@David - I'm honestly curious where the generating an <iframe> idea for what jQuery does underneath came from, is there an article out there saying this, or some documentation that gives that impression? –  Nick Craver Oct 6 '10 at 22:28
Looking into this. I also recall the ability to add an onload function to the iframe to talk back to parent to give the contents. Never tried that thou. –  Louis W Oct 6 '10 at 22:39

If you have control over the code running at the other domain, just let it return an appropriate Access-Control-Allow-Origin header in the response. See also HTTP Access-Control at MDC.

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Browser support is rather limited for ACAO at the moment. I wouldn't want to use it in the wild. –  Quentin Oct 6 '10 at 22:22
@David: The OP just asked if it was possible without a proxy. I just answered that. The OP sweared he saw an article. I imagined that it was about Access-Control headers. Regardless, the browser support is present in almost all modern browsers/updates younger than 1 year. –  BalusC Oct 6 '10 at 22:35

All the options I've experimented with:

1) PORK: http://www.schizofreend.nl/Pork.Iframe/Examples/ Creates an iframe and submits the post there, then reads the response. Still requires same base domain per request (i.e. www.foo.com can request data from www2.foo.com, but not from www.google.com) . Also requires you to fiddle with the document.domain property, which causes adverse side effects. And there's a pervasive problem in all the major browsers where reloading the page basically shuffles the cached contents of all iframes on the page if any of them are dynamically written. Your response data will show up in the box where an ad is supposed to be.

2) flxhr: http://flxhr.flensed.com/ Can even be used to mask jQuery's built-in ajax so you don't even notice it. Requires flash though, so iPhone is out

3) jsonp: Doesn't work if you're posting a lot of data. boo.

4) chunked jsonp: When your jsonp request is too big, break the query string up into manageable chunks and send multiple get requests. Reconstruct them on the server. This is helpful but breaks down if you're load balancing users between servers.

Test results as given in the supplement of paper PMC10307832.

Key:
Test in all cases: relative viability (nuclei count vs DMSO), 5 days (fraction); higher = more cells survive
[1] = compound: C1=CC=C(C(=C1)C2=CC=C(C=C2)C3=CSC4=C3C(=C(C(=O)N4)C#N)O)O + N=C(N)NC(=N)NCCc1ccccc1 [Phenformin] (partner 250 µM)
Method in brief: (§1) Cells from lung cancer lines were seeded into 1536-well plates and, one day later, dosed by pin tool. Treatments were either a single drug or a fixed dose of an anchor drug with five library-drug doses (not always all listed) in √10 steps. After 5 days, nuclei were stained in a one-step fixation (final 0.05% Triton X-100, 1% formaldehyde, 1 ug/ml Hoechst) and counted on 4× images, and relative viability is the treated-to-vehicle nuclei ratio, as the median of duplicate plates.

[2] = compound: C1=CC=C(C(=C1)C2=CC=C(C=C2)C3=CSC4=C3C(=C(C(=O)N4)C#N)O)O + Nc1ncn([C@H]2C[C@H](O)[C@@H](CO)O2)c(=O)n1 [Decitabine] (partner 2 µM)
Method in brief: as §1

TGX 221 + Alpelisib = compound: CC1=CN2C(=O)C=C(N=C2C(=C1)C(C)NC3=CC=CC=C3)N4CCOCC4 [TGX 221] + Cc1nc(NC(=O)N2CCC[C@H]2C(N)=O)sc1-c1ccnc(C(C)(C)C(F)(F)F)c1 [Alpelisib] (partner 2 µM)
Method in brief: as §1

5) CORS: http://www.w3.org/TR/cors/ doesn't work in older browsers (IE7, IE6, Firefox 2, etc)

So we currently do the following algorithm:

  • If request is small enough, use JSONP
  • If not small enough, but user has flash, use FlXHR
  • Else use chunked JSONP

Spend one afternoon writing that up and you'll be able to use it for good. Adding CORS to our algorithm might be good for faster iPhone support.

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If you need to know that the POST was successful, and don't have control over the remote server:

                    complete: function(response){
                        if(response.status == 0 && response.statusText == "success")
                            /* CORS POST was successful */
                            /* Show error message */

If there was a problem with the submission then response.statusText should equal "error".

Note: some remote servers will send the HTTP header Access-Control-Allow-Origin: *, which will result in a 200 OK HTTP status code response. In that case, ajax will execute the success handler, and this method is not needed. To look at the response just do console.log(JSON.stringify(response)); or use FireBug's 'Net' panel.